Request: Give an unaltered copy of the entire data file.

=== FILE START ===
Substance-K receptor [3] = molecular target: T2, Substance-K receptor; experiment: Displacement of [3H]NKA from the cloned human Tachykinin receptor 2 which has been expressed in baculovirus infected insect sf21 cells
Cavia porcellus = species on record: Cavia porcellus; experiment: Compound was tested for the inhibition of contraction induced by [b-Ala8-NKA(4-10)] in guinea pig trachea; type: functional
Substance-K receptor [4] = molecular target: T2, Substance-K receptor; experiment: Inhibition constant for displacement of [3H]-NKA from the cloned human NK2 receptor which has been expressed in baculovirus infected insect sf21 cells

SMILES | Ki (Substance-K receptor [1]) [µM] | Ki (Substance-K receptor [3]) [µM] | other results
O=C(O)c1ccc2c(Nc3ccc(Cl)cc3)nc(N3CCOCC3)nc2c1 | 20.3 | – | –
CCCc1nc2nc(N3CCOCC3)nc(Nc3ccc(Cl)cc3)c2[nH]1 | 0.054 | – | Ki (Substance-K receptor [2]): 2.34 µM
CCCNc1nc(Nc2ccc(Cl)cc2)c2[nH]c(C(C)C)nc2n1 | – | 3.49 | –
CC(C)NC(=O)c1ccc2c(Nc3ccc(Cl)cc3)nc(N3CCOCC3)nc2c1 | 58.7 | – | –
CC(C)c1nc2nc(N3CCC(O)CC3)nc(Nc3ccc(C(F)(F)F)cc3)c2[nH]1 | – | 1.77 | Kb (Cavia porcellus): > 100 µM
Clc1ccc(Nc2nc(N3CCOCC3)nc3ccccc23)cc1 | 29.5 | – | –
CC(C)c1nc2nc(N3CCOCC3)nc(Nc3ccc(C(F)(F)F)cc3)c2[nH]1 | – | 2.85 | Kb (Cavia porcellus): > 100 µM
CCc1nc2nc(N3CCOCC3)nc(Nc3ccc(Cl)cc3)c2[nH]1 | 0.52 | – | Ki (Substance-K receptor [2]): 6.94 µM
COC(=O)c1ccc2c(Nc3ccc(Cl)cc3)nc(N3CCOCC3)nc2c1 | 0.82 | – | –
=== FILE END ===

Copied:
Substance-K receptor [3] = molecular target: T2, Substance-K receptor; experiment: Displacement of [3H]NKA from the cloned human Tachykinin receptor 2 which has been expressed in baculovirus infected insect sf21 cells
Cavia porcellus = species on record: Cavia porcellus; experiment: Compound was tested for the inhibition of contraction induced by [b-Ala8-NKA(4-10)] in guinea pig trachea; type: functional
Substance-K receptor [4] = molecular target: T2, Substance-K receptor; experiment: Inhibition constant for displacement of [3H]-NKA from the cloned human NK2 receptor which has been expressed in baculovirus infected insect sf21 cells

SMILES | Ki (Substance-K receptor [1]) [µM] | Ki (Substance-K receptor [3]) [µM] | other results
O=C(O)c1ccc2c(Nc3ccc(Cl)cc3)nc(N3CCOCC3)nc2c1 | 20.3 | – | –
CCCc1nc2nc(N3CCOCC3)nc(Nc3ccc(Cl)cc3)c2[nH]1 | 0.054 | – | Ki (Substance-K receptor [2]): 2.34 µM
CCCNc1nc(Nc2ccc(Cl)cc2)c2[nH]c(C(C)C)nc2n1 | – | 3.49 | –
CC(C)NC(=O)c1ccc2c(Nc3ccc(Cl)cc3)nc(N3CCOCC3)nc2c1 | 58.7 | – | –
CC(C)c1nc2nc(N3CCC(O)CC3)nc(Nc3ccc(C(F)(F)F)cc3)c2[nH]1 | – | 1.77 | Kb (Cavia porcellus): > 100 µM
Clc1ccc(Nc2nc(N3CCOCC3)nc3ccccc23)cc1 | 29.5 | – | –
CC(C)c1nc2nc(N3CCOCC3)nc(Nc3ccc(C(F)(F)F)cc3)c2[nH]1 | – | 2.85 | Kb (Cavia porcellus): > 100 µM
CCc1nc2nc(N3CCOCC3)nc(Nc3ccc(Cl)cc3)c2[nH]1 | 0.52 | – | Ki (Substance-K receptor [2]): 6.94 µM
COC(=O)c1ccc2c(Nc3ccc(Cl)cc3)nc(N3CCOCC3)nc2c1 | 0.82 | – | –